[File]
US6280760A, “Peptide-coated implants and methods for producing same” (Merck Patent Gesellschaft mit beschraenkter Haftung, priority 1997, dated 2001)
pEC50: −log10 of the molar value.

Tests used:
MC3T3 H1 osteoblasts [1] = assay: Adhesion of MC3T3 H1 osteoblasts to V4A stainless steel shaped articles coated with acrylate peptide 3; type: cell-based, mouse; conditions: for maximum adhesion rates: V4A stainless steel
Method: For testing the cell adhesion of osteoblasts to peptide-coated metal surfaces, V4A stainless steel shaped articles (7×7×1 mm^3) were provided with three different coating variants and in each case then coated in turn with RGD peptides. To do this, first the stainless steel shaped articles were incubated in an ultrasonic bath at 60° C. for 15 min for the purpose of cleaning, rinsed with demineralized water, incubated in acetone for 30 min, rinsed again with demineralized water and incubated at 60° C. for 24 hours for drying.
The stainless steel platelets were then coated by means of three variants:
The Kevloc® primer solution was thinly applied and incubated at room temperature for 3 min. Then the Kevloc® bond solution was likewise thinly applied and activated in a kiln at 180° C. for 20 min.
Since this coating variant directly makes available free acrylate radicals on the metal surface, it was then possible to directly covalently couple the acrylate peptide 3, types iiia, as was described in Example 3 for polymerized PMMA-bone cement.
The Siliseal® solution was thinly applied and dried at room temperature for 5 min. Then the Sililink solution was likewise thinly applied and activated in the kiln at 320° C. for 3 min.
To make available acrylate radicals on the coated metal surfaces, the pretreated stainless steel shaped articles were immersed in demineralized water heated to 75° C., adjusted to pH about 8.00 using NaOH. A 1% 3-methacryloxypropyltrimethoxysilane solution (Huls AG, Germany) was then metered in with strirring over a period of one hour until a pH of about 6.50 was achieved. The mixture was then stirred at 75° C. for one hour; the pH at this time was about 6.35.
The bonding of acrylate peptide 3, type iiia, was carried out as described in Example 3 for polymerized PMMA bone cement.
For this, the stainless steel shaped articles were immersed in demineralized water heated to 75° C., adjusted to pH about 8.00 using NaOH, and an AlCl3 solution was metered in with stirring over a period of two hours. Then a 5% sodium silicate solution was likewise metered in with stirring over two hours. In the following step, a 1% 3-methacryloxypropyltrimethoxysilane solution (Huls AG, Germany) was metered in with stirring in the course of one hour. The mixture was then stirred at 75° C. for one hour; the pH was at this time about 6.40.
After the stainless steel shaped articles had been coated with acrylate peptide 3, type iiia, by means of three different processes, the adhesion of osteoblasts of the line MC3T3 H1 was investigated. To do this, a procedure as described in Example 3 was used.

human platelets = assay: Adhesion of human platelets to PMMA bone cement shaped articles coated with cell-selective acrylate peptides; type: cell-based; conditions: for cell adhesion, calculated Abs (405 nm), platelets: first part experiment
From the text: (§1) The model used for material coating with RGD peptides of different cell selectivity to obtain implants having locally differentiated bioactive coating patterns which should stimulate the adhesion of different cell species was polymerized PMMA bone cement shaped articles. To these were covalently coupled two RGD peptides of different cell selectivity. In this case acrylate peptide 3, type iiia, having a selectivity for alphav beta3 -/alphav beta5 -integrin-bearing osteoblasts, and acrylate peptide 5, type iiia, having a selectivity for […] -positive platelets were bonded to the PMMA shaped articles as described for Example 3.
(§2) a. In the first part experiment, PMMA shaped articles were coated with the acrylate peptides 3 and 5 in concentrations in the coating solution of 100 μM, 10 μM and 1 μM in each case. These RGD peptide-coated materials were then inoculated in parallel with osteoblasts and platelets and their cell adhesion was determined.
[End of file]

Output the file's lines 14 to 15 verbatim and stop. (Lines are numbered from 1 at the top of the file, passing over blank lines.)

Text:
human platelets = assay: Adhesion of human platelets to PMMA bone cement shaped articles coated with cell-selective acrylate peptides; type: cell-based; conditions: for cell adhesion, calculated Abs (405 nm), platelets: first part experiment
From the text: (§1) The model used for material coating with RGD peptides of different cell selectivity to obtain implants having locally differentiated bioactive coating patterns which should stimulate the adhesion of different cell species was polymerized PMMA bone cement shaped articles. To these were covalently coupled two RGD peptides of different cell selectivity. In this case acrylate peptide 3, type iiia, having a selectivity for alphav beta3 -/alphav beta5 -integrin-bearing osteoblasts, and acrylate peptide 5, type iiia, having a selectivity for […] -positive platelets were bonded to the PMMA shaped articles as described for Example 3.